Rann compares gas industry to big tobacco
Former Premier Mike Rann has issued a stark warning about climate change, attacking the gas industry in clear contrast to the rhetoric of the current Labor Government.
Adelaide's gas-fired Torrens Island power station, which will be mothballed in 2026. Photo: Tony Lewis/InDaily
Delivering the Don Dunstan Oration for the Insitute of Public Administration Australia (IPAA) and the Don Dunstan Foundation in Adelaide this morning, Rann said progress towards renewables was not occurring quickly enough on a global scale, risking catastrophic results.
He said people’s “real-life experience of climate change is now matching and reinforcing the stark warnings of the scientists”.
“Because of this, climate deniers have lost any credibility but, like the tobacco industry decades ago, they have switched from denial to delaying tactics,” he said, according to his speech notes.
“Fossil fuel companies hyping the benefits of gas, as if it’s a newly discovered climate solution, remind me of the tobacco industry’s embrace of vaping. It’s all hot air.”
While he praised the Malinauskas Government’s plans to build a hydrogen power plant and South Australia’s historic record on renewable energy, his hard rhetoric on gas is very different to the current administration’s supportive approach to the industry.
Energy Minister Tom Koutsantonis has repeatedly emphasised the ongoing importance of gas to the electricity grid, going so far as telling an industry meeting this year that the state government was “at your disposal” and that “we cannot transform our economy to net zero without this industry”.
Just this week, a state government spokesperson told InDaily that the administration was “firmly of the view that gas, as well as hydrogen, is essential to a smooth transition to renewable energy”.
However, Rann said today in his oration at the Hilton Hotel that fossil fuel investment would make things worse for a world facing a catastrophic three-degree increase in temperatures without a “massively bigger and faster effort”.
“The era of cheap fossil fuels is now well and truly over and the smart money from business is flowing into sustainable products while smart governments are investing in a net zero future not subsidising sunset fossil fuel industries that will worsen our problems,” he said.
Rann, chair of the UK board of the non-profit Climate Group, spoke about Dunstan’s environmental legacy and said the former premier would be “campaigning for climate justice” if he was alive today.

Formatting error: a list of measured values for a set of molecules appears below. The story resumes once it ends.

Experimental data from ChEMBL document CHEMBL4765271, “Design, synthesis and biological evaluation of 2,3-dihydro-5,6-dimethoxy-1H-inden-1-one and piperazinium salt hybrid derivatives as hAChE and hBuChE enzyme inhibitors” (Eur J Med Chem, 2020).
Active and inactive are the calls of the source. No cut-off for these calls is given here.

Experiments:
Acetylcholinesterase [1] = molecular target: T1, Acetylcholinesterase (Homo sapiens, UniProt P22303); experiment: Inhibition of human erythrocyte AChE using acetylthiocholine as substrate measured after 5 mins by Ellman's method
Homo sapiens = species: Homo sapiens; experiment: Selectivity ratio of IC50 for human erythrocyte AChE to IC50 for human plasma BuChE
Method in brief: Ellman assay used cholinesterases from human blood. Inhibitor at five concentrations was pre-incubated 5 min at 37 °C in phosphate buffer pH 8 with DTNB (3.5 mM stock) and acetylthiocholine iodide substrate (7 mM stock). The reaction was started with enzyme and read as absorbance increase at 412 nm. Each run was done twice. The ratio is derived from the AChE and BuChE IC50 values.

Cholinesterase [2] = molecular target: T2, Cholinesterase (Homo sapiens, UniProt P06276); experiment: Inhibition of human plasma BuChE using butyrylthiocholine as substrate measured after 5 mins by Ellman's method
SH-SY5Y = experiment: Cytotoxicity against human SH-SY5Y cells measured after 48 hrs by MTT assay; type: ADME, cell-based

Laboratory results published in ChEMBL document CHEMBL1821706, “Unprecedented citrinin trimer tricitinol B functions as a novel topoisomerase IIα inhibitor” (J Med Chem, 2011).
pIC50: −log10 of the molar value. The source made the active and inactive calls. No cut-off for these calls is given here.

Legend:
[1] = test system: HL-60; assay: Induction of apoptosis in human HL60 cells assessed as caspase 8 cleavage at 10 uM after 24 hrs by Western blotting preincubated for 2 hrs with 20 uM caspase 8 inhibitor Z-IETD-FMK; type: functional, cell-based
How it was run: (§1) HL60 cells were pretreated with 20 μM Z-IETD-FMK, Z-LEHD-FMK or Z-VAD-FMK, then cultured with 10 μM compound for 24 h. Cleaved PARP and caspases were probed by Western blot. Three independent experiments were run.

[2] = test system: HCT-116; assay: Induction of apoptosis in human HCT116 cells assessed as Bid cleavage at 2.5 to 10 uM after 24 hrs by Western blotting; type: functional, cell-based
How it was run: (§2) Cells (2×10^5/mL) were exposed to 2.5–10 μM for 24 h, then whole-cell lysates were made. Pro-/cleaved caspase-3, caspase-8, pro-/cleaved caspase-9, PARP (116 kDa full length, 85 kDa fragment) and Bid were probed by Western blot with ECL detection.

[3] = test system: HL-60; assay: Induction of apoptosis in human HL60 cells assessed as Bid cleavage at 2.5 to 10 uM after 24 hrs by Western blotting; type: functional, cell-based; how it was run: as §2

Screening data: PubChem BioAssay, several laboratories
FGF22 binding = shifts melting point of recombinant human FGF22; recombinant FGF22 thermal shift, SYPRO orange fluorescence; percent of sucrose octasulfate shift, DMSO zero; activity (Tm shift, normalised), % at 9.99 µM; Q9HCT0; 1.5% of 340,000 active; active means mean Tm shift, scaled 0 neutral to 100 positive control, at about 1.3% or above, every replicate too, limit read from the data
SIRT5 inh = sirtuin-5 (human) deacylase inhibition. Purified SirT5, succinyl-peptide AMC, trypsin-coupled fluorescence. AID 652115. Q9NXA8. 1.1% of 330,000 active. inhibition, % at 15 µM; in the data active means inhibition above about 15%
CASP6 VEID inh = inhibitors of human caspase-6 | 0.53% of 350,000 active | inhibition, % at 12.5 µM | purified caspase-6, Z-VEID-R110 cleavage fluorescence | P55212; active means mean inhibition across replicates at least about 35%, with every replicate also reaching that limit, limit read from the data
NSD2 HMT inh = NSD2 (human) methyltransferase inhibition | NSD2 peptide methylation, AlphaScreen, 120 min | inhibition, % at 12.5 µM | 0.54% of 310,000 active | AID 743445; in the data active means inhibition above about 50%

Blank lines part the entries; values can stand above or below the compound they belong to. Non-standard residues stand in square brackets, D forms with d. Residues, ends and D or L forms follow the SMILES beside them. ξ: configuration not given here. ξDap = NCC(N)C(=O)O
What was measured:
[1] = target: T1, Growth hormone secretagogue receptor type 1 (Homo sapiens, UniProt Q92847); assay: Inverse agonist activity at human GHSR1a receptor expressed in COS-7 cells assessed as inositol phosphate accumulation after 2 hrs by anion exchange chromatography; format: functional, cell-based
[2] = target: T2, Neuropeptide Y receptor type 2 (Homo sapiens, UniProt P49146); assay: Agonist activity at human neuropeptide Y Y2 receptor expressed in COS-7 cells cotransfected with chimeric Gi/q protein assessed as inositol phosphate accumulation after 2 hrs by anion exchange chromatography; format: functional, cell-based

“I’m convinced that if Don Dunstan was still with us the issue of climate justice would have lured him back into the ring,” Rann said.
“Last year’s COP (United Nations Climate Change Conference or Conference of the Parties) in Egypt was supposed to be about assisting poorer nations most threatened by climate change.
“It’s true that commitments were made at COP 27 by rich nations to establish a fund to help developing nations recover from the ‘loss and damage’ caused to the Global South by the Global North.
“Various western leaders described this as a ‘historic’ measure advancing climate justice for those nations most vulnerable to global warming even though they did the least to cause the looming crisis. But no money was committed at COP 27 for this fund and developing nations who desperately need support to adapt and build resilience against climate-related disasters are justifiably suspicious. They fear they will again be at the back of the queue on climate justice just as they were in the rollout of vaccines during the Covid pandemic.
“Unfortunately, a number of governments previously regarded as leaders, including the UK, are now backing away from their own key climate commitments and timelines and approving new fossil fuel exploration while, at the same time, cutting back on development aid.”
He said this year’s COP climate summit, underway in the oil-rich United Arab Emirates, was “crucially important” but he was sure that fossil fuel lobbyists were “corralling delegates in Dubai to frustrate progress by pressing for further delays”.
“We have seen in Australia how fossil fuel companies have bought influence.
“Around the world polluters have shown that while all politicians will say they cannot be bought, there are certainly those who can be rented.”
Rann, who was premier from 2002 to 2011, oversaw South Australia’s first moves towards establishing widespread renewable energy.
He praised the state’s record, saying we had become an international leader in renewable energy.
However, he said the world was moving too slowly. While global investment in green technologies was outstripping fossil fuels, the world faced the possibility of being “overwhelmed by the impact of catastrophic climate change”.
“Despite years of warnings by scientists, despite all the promises of world leaders and internationally agreed carbon reduction targets, we are currently losing the battle against unsustainable climate change.
“It is becoming increasingly unlikely that we will achieve our goal of limiting temperature rise to 1.5 C degrees, the level above which scientists warn that the impacts of the climate crisis will rapidly become catastrophic and irreversible. Without a massively bigger and faster effort we are currently heading for a 3-degree rise, a death sentence for many in the most vulnerable countries.”
Correction: An earlier version of this story said the speech was delivered at the Adelaide Festival Centre. The event was at the Hilton Hotel.